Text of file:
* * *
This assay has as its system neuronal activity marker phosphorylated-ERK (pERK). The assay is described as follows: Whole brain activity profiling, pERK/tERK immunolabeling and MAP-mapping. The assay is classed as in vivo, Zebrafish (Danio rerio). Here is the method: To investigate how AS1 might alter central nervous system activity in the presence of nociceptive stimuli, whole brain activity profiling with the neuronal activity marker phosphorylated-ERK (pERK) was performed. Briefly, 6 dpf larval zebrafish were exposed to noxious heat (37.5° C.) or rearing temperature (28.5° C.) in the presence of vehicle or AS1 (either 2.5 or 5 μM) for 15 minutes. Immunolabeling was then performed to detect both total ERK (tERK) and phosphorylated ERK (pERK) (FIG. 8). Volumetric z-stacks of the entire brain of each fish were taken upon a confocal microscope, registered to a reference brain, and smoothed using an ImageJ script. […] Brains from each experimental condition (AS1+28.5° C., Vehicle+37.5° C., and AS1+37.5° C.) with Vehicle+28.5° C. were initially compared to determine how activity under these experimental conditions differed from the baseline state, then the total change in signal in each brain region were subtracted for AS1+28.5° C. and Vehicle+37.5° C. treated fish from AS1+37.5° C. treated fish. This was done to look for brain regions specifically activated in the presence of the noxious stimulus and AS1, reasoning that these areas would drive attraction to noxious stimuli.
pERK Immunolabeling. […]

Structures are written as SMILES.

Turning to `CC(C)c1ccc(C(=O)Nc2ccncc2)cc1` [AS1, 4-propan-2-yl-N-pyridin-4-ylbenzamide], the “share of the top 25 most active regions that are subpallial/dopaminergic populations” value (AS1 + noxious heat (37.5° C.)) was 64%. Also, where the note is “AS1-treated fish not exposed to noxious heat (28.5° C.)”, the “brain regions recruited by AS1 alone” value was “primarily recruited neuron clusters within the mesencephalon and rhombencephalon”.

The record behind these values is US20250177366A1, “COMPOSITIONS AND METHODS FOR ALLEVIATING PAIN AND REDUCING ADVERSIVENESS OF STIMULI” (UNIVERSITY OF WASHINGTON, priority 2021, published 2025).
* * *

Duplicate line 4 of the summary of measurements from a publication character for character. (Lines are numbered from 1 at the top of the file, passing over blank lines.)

Turning to `CC(C)c1ccc(C(=O)Nc2ccncc2)cc1` [AS1, 4-propan-2-yl-N-pyridin-4-ylbenzamide], the “share of the top 25 most active regions that are subpallial/dopaminergic populations” value (AS1 + noxious heat (37.5° C.)) was 64%. Also, where the note is “AS1-treated fish not exposed to noxious heat (28.5° C.)”, the “brain regions recruited by AS1 alone” value was “primarily recruited neuron clusters within the mesencephalon and rhombencephalon”.